Everyone who is a front line clinician in an emergency room (ER) knows the hard reality of the lack of psychiatric services available. Discharging someone from an ER into inpatient mental health treatment is virtually nonexistent for adults. For kids, the situation is usually far worse.
The good news is that if we focus more on preventative care in school — helping kids and preschoolers long before they have a full-blown diagnosis — we may be able to stop them from ever having to use an emergency room. All we need do is start making mental health a funding priority for both the states and the federal government.
Two stories out this week help us understand the problem. The first, from Kaiser Health News via NPR, shows the real problem hospital ERs are facing:
Meanwhile, the young patients are even less likely to get reliable care after they are discharged from the ER. Whether they need regular follow-up with a psychiatrist, or a transfer to specialized facility, the resources often aren’t in place. The American Academy of Child and Adolescent Psychiatry estimates there are only 8,300 such specialists in the U.S., for more than 15 million young patients.
Dr. Lindsay Irvin, a pediatrician in San Antonio, says the dearth of psychiatrists who specialize in treating young people means many young patients simply don’t get the mental health treatment they need. By the time they wind up in the ER, she says, undiagnosed depression may have progressed to suicidal intent. And after leaving the ER, many are lost to follow-up.
America is facing a dire shortage not only of psychiatrists, but of all mental health professionals — such as child psychologists — who focus on children and teens. This shortage is playing out everyday in small towns and big cities, without regard to one’s insurance or ability to pay (although the poor shoulder the heaviest burden and the least access to services).
Until this shortage is addressed in a comprehensive manner at the national level, if your child or teenager needs immediate psychiatric care, prepare to be disappointed. You’ll likel be waiting weeks to get such care in most places in the U.S.
The federal government has not significantly increased funding for mental health services in America for over a decade. The situation is now getting dire.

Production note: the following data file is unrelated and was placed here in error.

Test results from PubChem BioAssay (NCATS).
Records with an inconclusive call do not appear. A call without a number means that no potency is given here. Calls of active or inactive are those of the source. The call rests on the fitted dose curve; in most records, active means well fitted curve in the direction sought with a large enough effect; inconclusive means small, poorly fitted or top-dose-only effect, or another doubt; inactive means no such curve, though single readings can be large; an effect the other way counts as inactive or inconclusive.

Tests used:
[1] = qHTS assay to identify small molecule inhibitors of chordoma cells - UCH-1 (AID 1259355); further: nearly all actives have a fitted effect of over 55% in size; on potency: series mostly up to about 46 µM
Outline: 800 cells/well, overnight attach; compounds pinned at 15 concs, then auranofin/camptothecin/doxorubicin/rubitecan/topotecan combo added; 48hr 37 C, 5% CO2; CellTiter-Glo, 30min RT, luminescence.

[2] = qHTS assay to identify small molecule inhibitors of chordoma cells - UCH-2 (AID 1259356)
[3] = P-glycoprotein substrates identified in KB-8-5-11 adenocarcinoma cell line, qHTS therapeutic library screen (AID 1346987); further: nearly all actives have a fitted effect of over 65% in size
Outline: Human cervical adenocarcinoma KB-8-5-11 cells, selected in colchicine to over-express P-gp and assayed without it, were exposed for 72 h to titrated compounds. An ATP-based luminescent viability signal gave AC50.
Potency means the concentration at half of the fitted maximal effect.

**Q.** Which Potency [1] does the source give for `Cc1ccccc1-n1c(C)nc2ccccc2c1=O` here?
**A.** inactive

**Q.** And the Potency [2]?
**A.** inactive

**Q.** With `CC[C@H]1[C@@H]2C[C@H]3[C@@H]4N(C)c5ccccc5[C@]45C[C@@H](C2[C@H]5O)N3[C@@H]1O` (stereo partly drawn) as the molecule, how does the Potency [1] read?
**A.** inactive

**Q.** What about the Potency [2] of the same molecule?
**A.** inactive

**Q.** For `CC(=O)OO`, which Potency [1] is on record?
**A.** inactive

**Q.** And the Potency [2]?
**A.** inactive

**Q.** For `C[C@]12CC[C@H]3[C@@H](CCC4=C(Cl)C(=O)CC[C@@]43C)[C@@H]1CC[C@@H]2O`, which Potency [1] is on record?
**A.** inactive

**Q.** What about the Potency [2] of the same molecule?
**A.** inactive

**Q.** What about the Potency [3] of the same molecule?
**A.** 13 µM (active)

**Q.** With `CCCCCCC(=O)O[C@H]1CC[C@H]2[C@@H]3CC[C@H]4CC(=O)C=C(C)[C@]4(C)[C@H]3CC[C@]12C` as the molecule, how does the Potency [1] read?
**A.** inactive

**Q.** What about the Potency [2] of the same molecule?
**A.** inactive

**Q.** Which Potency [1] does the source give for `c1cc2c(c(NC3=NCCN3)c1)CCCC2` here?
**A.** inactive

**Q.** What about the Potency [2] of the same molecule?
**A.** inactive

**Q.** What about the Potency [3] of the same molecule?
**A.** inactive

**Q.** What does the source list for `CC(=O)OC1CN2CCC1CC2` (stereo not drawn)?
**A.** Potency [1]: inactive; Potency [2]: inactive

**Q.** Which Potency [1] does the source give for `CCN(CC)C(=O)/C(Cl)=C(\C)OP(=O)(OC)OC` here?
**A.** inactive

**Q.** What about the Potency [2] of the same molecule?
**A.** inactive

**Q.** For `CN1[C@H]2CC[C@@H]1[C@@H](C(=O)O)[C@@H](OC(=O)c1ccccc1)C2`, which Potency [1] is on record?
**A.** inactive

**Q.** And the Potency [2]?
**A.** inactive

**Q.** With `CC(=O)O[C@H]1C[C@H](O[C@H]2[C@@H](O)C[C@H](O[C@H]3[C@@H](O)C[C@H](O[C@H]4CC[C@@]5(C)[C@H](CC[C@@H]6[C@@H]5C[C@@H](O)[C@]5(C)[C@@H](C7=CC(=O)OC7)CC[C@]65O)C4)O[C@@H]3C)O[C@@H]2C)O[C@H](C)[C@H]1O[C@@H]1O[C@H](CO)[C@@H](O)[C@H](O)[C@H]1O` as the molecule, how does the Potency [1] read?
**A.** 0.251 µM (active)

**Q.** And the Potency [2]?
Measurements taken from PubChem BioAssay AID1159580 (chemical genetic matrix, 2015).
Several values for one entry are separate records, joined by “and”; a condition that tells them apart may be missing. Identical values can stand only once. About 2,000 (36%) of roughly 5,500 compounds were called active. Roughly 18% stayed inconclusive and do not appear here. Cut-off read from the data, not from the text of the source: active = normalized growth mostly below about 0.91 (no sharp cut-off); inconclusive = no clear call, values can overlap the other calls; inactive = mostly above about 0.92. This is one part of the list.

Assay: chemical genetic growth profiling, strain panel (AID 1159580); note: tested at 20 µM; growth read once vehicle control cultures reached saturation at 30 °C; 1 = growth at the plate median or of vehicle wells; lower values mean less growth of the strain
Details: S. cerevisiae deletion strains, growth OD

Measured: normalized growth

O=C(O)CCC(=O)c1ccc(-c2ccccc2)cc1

Can School-Based Early Intervention Help?
Emily Goldberg, writing over at The Atlantic, suggests there is growing evidence that school-based interventions can help stop kids at risk for a future mental health problem from getting one.
The problem is — surprise! — a lack of mental health professionals:
The Substance Abuse and Mental Health Services Administration projects that 12,624 child and adolescent psychologists will be needed to meet demand by 2020, but a supply of only 8,312 is expected.
With a lack of mental-health professionals placed in schools, the responsibility to address the needs of children with social, emotional, and behavioral challenges often falls on classroom teachers. This amplifies the call to incorporate learning that focuses on students’ mental health and well-being into daily classroom activities—something that can be beneficial for all children, not just those with diagnosable conditions.
The quickest way to address this problem in the short-term (since the training pipeline is 5+ years, assuming incentives were put in place tomorrow to encourage more students to become psychologists and psychiatrists) is to get help from those already an important factor in the child’s life — their teacher.
Researchers at the Yale Child Study Center found that early-childhood and pre-k teachers who establish relationships and regularly consult with mental-health professionals were able to reduce the kind of distracting and challenging behaviors that often lead to disciplinary action for a child. In the study, published in the September issue of the Journal of the American Academy of Child and Adolescent Psychiatry, children received mental-health consultation through a statewide program in Connecticut.
As part of the program, mental-health professionals visit classrooms in which teachers or school administrators report students with particularly challenging behavior. After observing the class and visiting the child at home, assigned mental-health consultants guide teachers and parents through specific strategies to best support their students. […]
Oftentimes, the consultation process begins with identifying a student’s strengths—an essential part of finding a solution to the child’s challenges, said Linda Flach, a mental-health consultant who used a similar tactic in her work with one particular 4-year-old.
This program, successfully rolled out in Connecticut, could easily be implemented in other states as well. Of course, the state would have to fund the program — something most states are loathe to do, even if shown such funding will save them money in the long run. In fact, most states have been cutting their budgets for mental health services rather than expanding them.
We have the tools and roadmap to help fix the serious mental health problems young children and teenagers face. We lack only the will to make the resources available to help prevent mental illness before it takes hold in a young person’s life.
For more information
Kaiser Health News: How Gaps In Mental Health Care Play Out In Emergency Rooms
The Atlantic: The New Focus on Children’s Mental Health